Like Ostre sledovane vlaky, Obchod na korze has as its central character someone who is against fascism. On a very shallow level, the film can be read as a portrayal of the how the true Slovak character is intrinsically in opposition to fascism. Culpability is, apparently, easily divided, with clear "goodies" and clear "baddies." As such, the film panders to the standard Communist line, to Slovak squeamishness about the country's fascist past and to Hollywood-style moral simplicity.

However, Obchod na korze reads far more convincingly as an allegory and spends less time propping up Communist tenets than does Ostre sledovane vlaky. Tono ultimately hangs himself, because he does not know if he is one of the good Slovaks who hide Jewish children or a morally repugnant Slovak on the level of those who lead Jews off to the death camps. In this respect, it is the only film of the three which rejects a black and white view of collaboration.

There is a catch, though. The film may indeed present an uncompromising view of history, but its claim to be a Czech film is hotly contested. The principal director and co-screenplay-writer, Jan Kadar, was a Jew born in Budapest. Furthermore, the film's themes are Slovak on a superficial level but on a deeper level reveal a suspicion of geographical and ethnic boundaries, preferring instead to see Central Europe as a giant melting pot of different identities (see the author's article "Slovako-Czech Shop on the High Street"). This is not, on the whole, the point of view of Czechs, who prefer to see their national identity in strong ethnic terms.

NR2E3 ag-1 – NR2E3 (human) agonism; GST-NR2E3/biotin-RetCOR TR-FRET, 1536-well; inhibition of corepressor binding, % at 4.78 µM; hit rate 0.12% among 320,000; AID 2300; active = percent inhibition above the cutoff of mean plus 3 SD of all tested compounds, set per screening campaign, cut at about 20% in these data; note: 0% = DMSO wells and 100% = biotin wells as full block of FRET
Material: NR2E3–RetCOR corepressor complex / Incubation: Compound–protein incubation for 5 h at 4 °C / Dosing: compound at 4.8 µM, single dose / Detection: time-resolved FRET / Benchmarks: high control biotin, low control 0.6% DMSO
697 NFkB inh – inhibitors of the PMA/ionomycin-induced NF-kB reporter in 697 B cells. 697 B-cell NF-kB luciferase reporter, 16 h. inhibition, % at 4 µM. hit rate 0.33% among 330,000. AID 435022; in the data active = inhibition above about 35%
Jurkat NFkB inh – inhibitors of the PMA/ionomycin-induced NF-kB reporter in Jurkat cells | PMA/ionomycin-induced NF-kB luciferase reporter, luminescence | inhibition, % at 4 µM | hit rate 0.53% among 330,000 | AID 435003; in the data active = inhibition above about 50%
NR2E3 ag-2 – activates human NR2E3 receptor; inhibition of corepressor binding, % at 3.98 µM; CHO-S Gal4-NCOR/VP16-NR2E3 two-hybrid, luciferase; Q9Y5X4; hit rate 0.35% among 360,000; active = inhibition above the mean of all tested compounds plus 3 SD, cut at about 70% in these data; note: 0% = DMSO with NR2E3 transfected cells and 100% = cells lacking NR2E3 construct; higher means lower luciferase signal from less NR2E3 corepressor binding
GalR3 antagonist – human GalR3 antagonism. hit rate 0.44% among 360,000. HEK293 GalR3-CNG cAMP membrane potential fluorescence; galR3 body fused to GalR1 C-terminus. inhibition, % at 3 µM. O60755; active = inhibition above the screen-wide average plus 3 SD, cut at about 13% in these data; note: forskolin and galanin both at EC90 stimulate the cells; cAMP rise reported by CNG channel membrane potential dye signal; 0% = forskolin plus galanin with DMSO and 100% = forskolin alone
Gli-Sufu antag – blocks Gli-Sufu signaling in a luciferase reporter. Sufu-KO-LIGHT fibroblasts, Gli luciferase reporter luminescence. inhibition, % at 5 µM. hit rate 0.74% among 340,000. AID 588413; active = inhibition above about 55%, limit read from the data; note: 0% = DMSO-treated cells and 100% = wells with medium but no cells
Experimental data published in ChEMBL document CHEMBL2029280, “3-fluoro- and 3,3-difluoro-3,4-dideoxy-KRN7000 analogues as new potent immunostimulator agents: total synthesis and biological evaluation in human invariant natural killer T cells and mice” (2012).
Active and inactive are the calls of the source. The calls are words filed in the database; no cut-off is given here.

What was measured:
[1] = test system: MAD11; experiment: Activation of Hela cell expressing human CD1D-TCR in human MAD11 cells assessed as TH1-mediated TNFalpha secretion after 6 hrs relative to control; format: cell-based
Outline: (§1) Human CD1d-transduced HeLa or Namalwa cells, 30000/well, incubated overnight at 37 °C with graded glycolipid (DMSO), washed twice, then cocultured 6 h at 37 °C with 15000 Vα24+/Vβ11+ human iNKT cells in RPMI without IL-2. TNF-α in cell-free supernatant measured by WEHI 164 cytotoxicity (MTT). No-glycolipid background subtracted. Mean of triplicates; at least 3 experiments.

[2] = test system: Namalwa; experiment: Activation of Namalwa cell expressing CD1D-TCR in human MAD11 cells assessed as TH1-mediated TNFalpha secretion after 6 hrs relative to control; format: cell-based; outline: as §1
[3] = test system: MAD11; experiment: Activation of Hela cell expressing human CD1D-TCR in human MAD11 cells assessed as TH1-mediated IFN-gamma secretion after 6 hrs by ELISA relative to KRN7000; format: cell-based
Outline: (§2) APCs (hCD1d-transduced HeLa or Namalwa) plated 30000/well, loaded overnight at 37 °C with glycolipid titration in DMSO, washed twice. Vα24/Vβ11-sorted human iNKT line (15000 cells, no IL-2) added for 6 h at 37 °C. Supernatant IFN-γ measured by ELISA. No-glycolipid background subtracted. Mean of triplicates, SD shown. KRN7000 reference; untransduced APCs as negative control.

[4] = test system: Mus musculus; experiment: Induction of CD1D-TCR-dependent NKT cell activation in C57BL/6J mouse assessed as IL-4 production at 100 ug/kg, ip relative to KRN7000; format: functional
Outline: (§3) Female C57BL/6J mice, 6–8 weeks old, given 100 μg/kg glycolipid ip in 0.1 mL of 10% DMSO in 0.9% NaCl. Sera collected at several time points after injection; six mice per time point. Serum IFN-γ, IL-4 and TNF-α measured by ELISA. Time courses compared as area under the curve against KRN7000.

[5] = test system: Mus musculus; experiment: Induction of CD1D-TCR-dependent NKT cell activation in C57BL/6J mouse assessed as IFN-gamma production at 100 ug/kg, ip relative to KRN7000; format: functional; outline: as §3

The very fact that some Czechs see Obchod na korze as being in any meaningful way a Czech film is, if anything, a further indication of the nation's love of creating fairy-tales. On this basis, as long as the Academy of Motion Picture Arts and Sciences sticks to its current preferences, the Czechs should have a good few Oscars coming to them in the future.

Andrew J Horton, 4 October 1999

Available on Video

The following films are all available with English subtitles. Note that these versions are suitable for use in the US and Canada only.


Elementary School

Closely Observed Trains

Shop on the Main Street




The Uses of History

Reckoning and Reconciliation

Making History
in Czech Film